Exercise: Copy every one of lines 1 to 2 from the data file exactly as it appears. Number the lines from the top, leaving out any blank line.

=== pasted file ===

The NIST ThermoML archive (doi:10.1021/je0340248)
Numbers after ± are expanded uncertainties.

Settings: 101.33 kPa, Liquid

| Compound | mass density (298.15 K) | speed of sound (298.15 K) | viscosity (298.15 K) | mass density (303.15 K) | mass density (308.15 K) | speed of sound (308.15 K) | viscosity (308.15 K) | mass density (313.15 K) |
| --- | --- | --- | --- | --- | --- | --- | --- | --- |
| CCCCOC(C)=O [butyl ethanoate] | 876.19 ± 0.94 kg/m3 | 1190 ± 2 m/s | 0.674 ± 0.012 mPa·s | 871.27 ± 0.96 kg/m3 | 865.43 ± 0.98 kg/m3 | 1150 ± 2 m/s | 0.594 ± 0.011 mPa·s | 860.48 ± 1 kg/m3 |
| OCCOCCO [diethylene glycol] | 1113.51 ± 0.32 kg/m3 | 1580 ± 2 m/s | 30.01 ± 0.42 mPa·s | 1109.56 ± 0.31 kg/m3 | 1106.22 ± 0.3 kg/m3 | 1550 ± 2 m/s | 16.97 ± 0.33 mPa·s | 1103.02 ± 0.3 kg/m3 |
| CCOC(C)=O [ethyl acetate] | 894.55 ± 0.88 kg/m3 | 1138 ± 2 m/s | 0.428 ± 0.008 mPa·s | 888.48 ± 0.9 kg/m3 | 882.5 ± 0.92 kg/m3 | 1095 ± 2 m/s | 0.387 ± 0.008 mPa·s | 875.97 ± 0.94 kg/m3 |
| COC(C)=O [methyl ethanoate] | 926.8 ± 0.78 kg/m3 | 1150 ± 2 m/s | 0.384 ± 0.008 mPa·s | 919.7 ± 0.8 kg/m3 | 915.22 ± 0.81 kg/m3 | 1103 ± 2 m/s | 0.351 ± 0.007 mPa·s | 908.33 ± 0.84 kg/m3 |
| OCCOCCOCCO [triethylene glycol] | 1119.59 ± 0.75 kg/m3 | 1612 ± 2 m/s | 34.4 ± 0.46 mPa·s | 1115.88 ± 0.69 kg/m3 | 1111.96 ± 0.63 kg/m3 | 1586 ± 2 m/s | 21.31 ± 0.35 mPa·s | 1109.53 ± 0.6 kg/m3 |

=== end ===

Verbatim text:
The NIST ThermoML archive (doi:10.1021/je0340248)
Numbers after ± are expanded uncertainties.